What Swim Team Can Teach Us About Business

In the summer, my boys swim on a team. It’s hot and noisy and beautiful and confusing. Things change at the drop of a hat as kid’s show up or leave due to other obligations or a family member needing to leave for whatever reason.

Last year was our first year on the team. Walking into the first meet, I was nervous. This year, we’ve got a much better handle on things. I saw then how much having a good swim meet experience was like having a good business experience. Meaning, there are a few things we can always do that help set us up for success.

Business Lessons Learned from Swim Team

Business Lessons Learned from Swim Team

  1. Be Prepared Heaven help you if you show up to a swim meet without goggles. This is an unforgivable swim parent sin. In fact, it’s worthwhile to prep a bag the night before a meet with sunscreen and towels and all the other swim detritus you need. Similarly, if you are a business that simply throws ideas around with no idea whether customers will respond, whether you have the inventory to support your ideas, what your margins are, etc., your business may not be able to recover. Take time to prepare for what’s coming. A quarterly review and planning session can help you get prepared for whatever a new season brings.
  2. Be a Good Listener At any swim meet, there’s a lot going on. It’s important to listen for not only what events are occurring, but which events are lining up. Knowing not just what’s happening right this second, but also what’s coming down the pipeline requires excellent listening skills (but is instrumental in being prepared). Good listening skills mean focusing on what you want to hear as well as being able to hear things you may not like. Listening to your customers, your accountants, your employees are all key parts of success. Keep in mind, this doesn’t mean you will have to do every thing every person says – no one can be everything to everyone – but it’s important to listen to get a baseline for where you are, what you’re doing right, and what you can improve.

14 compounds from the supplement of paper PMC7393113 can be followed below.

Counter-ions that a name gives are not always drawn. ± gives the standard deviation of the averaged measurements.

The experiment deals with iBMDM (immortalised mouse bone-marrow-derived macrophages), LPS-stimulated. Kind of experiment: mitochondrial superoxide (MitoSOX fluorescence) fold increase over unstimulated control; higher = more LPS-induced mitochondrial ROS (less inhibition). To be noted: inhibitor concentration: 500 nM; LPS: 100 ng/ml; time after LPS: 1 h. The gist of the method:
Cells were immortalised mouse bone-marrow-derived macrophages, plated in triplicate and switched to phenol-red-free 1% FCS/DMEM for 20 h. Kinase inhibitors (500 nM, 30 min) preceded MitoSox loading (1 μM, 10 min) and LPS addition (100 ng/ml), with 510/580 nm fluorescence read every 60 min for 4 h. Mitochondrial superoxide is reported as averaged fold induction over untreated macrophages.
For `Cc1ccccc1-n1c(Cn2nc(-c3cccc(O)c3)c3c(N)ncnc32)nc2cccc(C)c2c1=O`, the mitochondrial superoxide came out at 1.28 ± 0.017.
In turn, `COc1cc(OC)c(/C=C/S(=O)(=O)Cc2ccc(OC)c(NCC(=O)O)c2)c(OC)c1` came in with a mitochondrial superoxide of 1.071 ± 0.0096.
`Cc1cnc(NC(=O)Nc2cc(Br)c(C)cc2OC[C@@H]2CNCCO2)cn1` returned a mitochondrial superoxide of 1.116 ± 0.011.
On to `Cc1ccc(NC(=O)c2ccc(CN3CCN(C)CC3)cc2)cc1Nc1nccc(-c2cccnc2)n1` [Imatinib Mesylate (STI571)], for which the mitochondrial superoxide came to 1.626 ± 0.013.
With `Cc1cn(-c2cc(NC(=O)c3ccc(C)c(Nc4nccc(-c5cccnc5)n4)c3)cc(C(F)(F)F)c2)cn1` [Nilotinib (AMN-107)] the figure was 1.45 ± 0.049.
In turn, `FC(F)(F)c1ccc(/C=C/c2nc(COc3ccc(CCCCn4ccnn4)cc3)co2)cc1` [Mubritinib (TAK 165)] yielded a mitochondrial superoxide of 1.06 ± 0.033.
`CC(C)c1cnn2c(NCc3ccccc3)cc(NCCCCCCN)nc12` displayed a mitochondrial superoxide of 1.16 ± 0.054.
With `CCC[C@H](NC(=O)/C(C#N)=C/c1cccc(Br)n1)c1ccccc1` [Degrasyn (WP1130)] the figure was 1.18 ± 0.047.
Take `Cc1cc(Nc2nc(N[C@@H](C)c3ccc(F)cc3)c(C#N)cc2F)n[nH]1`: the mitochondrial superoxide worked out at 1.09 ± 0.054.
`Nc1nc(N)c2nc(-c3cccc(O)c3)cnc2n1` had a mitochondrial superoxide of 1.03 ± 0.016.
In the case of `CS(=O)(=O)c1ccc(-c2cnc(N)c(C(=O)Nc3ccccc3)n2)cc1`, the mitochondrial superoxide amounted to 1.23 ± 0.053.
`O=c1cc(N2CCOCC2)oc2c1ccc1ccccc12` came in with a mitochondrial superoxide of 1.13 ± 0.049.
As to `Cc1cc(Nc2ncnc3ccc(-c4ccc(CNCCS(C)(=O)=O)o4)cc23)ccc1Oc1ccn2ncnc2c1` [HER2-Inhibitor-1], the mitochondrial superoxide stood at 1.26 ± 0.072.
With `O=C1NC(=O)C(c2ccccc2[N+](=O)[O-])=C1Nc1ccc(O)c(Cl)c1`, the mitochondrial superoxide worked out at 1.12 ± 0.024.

3. Be Proactive At a swim meet, your life is much easier if you don’t just sit around and wait for the coach or announcer to tell you what to do. I can’t tell you how many times I’ve watched a kid wolf down a burger because they had no idea their next race was minutes away until their coach told them. Likewise, it is helpful in any business to be proactive. Clean your office – don’t wait for a client to tell you that your business is dirty. Pay your taxes – don’t wait for the IRS to come knocking on your door. There’s no excuse for not proactively working on your business. You need to take care of your day-to-day work, but also make sure that you’re staying on top of the many things a small business owner needs to do. Sound overwhelming? It can be. That’s why it makes sense to know what you can outsource.

Sports teams aren’t all that different than a company. You need to be well organized and prepared to face anything that comes your way. Even if it means calling in a sub because one of your best employees is sick. Being prepared, proactive and a good listener can only help you in sports and business.


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